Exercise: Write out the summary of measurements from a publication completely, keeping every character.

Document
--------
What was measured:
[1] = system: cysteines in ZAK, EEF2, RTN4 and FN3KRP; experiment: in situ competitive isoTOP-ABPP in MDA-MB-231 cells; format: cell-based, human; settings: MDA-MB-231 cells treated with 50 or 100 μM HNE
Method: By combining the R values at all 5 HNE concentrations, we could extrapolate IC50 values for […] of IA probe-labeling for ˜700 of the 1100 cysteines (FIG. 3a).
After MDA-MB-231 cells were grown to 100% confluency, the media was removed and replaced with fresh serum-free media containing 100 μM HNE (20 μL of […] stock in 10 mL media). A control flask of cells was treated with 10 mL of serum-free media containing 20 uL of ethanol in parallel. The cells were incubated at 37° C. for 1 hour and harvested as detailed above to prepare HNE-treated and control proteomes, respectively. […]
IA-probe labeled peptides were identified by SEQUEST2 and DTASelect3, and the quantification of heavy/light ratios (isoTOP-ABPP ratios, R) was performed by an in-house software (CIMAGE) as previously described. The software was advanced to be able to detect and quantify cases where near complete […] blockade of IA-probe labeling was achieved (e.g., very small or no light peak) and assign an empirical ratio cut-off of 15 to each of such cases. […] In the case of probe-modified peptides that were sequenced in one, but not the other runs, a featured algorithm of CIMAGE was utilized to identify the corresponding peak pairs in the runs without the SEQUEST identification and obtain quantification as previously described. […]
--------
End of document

What was measured:
[1] = system: cysteines in ZAK, EEF2, RTN4 and FN3KRP; experiment: in situ competitive isoTOP-ABPP in MDA-MB-231 cells; format: cell-based, human; settings: MDA-MB-231 cells treated with 50 or 100 μM HNE
Method: By combining the R values at all 5 HNE concentrations, we could extrapolate IC50 values for […] of IA probe-labeling for ˜700 of the 1100 cysteines (FIG. 3a).
After MDA-MB-231 cells were grown to 100% confluency, the media was removed and replaced with fresh serum-free media containing 100 μM HNE (20 μL of […] stock in 10 mL media). A control flask of cells was treated with 10 mL of serum-free media containing 20 uL of ethanol in parallel. The cells were incubated at 37° C. for 1 hour and harvested as detailed above to prepare HNE-treated and control proteomes, respectively. […]
IA-probe labeled peptides were identified by SEQUEST2 and DTASelect3, and the quantification of heavy/light ratios (isoTOP-ABPP ratios, R) was performed by an in-house software (CIMAGE) as previously described. The software was advanced to be able to detect and quantify cases where near complete […] blockade of IA-probe labeling was achieved (e.g., very small or no light peak) and assign an empirical ratio cut-off of 15 to each of such cases. […] In the case of probe-modified peptides that were sequenced in one, but not the other runs, a featured algorithm of CIMAGE was utilized to identify the corresponding peak pairs in the runs without the SEQUEST identification and obtain quantification as previously described. […]